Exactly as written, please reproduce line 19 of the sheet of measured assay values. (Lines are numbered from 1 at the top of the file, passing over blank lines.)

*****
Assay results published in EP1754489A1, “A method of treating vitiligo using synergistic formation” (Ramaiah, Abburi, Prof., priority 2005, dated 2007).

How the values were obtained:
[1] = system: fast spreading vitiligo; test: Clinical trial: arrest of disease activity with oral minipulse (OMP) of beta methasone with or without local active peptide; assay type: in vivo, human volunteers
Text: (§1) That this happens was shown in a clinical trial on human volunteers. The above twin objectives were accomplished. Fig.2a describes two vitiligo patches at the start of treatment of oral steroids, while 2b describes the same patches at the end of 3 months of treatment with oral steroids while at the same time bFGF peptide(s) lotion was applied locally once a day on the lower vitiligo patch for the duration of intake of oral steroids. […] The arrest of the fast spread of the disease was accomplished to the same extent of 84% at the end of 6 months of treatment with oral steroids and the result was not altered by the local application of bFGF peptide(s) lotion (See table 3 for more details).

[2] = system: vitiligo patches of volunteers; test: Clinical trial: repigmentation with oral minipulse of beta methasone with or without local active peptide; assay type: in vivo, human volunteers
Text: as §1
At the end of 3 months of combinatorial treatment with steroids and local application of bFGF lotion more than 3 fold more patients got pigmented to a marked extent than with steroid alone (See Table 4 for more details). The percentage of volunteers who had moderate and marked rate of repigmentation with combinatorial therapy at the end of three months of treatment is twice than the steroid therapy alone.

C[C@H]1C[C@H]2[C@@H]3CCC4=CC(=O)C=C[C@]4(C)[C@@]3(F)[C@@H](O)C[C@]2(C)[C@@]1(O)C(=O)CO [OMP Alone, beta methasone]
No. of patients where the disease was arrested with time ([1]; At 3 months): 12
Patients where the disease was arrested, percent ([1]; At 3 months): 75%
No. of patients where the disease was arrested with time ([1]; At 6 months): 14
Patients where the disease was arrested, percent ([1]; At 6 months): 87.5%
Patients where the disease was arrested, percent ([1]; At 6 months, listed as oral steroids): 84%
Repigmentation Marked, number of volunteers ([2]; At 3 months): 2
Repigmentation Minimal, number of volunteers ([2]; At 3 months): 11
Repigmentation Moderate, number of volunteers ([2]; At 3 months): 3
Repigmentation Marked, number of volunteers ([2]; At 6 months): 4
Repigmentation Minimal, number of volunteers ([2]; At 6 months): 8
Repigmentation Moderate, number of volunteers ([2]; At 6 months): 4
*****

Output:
Repigmentation Moderate, number of volunteers ([2]; At 6 months): 4